To be honest, in my ongoing games I have leveled up characters via "judge fiat" so far -- not a lot of actual XP tracking -- "okay, that's three adventures at level 1 so now you're all level 2!" I consider the XP system to currently be in "philosophical mode," not even playtest mode yet.
In addition to the points noted above, one big "pro" for a unified table is that the rules for multiclassing get a LOT easier. No matter what class you are, you achieve your next level at the same XP increment, so when you level up you just choose what class you take the level in.
That said, I really feel level 5 warriors and wizards (including elves) truly are the most powerful classes at that level. In my games, a level 5 warrior typically attacks first in combat, hits often, and dishes out lots of damage (considering the action die added to damage, various mighty deeds, threat range / propensity for crits, and typically higher results on the crit tables). Wizards and elves are a little more "iffy" due to the spell checks but when the dice are right, man, they can really lay on the damage! A couple good attack spells at a +7 or +8 spell check and wham, you can really turn a fight around fast.
That's where I feel like the different XP per class comes in. Level 5 halfling? Just not as powerful as a level 5 warrior. I don't want to change the halfling class (fundamentally, I mean -- there are some minor things I need to fix)...so how can I justify the halfling player being required to accumulate the same XP as the level 5 wizard??
I haven't figured this one out yet...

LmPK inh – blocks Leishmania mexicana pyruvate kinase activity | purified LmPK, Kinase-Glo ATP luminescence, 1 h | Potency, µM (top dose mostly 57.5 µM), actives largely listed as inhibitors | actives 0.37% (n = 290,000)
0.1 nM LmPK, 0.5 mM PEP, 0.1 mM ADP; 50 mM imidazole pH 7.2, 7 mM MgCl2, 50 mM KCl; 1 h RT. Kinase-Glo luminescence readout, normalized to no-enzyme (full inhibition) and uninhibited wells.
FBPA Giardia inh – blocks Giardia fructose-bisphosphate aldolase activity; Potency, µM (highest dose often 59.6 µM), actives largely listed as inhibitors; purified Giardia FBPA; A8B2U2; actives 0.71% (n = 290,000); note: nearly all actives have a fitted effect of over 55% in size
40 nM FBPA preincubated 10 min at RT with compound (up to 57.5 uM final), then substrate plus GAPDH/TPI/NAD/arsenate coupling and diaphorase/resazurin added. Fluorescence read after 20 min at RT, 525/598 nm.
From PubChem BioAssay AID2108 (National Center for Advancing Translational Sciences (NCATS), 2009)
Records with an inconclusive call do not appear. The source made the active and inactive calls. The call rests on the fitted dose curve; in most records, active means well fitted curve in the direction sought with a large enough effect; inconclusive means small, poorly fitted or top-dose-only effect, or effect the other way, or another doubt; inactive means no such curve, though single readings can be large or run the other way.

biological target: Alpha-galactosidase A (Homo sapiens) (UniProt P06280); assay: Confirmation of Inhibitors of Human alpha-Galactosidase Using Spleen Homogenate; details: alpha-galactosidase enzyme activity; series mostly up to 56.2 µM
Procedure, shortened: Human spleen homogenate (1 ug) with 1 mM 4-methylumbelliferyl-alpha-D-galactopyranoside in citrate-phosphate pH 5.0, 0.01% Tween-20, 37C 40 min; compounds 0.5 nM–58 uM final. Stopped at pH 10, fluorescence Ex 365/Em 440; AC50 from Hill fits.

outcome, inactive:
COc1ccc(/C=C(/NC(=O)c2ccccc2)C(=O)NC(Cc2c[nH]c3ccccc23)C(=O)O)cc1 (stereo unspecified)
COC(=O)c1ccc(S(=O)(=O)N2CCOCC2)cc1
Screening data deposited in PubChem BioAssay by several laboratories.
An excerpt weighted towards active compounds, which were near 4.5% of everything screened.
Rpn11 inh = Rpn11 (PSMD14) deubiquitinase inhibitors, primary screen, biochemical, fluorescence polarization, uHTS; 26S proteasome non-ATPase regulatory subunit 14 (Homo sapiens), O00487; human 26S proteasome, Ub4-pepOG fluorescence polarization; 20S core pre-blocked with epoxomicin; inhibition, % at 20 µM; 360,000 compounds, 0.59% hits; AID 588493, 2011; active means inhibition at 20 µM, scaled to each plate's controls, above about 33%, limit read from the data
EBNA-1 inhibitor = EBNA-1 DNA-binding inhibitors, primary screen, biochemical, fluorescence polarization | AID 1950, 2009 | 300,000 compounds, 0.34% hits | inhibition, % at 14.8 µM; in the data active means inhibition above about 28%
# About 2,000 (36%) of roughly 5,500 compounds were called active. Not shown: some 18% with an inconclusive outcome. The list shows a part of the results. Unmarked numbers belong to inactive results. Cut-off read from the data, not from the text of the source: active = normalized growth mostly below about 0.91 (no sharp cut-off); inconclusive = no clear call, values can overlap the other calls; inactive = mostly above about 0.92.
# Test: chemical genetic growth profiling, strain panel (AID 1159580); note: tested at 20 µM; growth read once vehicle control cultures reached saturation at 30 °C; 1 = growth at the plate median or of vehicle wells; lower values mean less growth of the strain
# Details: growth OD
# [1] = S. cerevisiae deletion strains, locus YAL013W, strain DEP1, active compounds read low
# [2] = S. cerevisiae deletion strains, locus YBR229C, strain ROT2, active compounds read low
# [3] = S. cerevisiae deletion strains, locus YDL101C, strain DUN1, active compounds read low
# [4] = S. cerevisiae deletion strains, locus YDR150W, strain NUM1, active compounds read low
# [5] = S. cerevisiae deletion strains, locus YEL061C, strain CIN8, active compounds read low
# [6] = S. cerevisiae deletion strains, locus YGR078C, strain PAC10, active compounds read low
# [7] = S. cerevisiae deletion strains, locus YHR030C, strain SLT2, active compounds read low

I made this suggestion in another thread but moved it here. At a miminum, I'd like to see each entry reduced in cost by a factor of 10 (all thousands becomes hundreds).
Even better, I'm going to use a system like this one to replace tracking XP in large numbers. I got this idea from Monte Cook's World of Darkness which is OGL.
Each adventure (usually 4 hours) the judge awards one XP. Up to one or two additional XP might be awarded but only for a truly extraordinary accomplishment by the characters.
Each XP can buy one of the following character increases in any order:
A. hit points and action die
B. attack and crit
D. class abilities
Cleric: spells known by level
Thief: thieving skills and luck die
Warrior: critical hits and initiative
Wizard: known spells and max spell level
Dwarf: underground skills
Elf: known spells and max spell level
Halfling: stealth and good luck charm
After all four letters are earned (in any order), 1 more XP can be spent to go to the next level and actually increase character level (which also increases caster level if applicable). Erase the letters and start earning XP again at the new level.
If a class is somewhat weaker than another class, that last XP may not need to be earned. For example, a wizard may need 5 XP to get the four advances and a level, but a halfling would only need 4 XP. If multiclassing is an option, the character pays the XP needed for whatever class they are advancing into.
A 0-level character only has to buy the level increase to 1st-level, so only one XP is needed to advance.
The amount of time it takes a PC to advance is up to the GM. Usually a week or so of downtime might be needed. A 0-level farmer becoming a wizard might take a month to polish his understanding of that weird magic he's been having nightmares about his whole life and create a grimoire.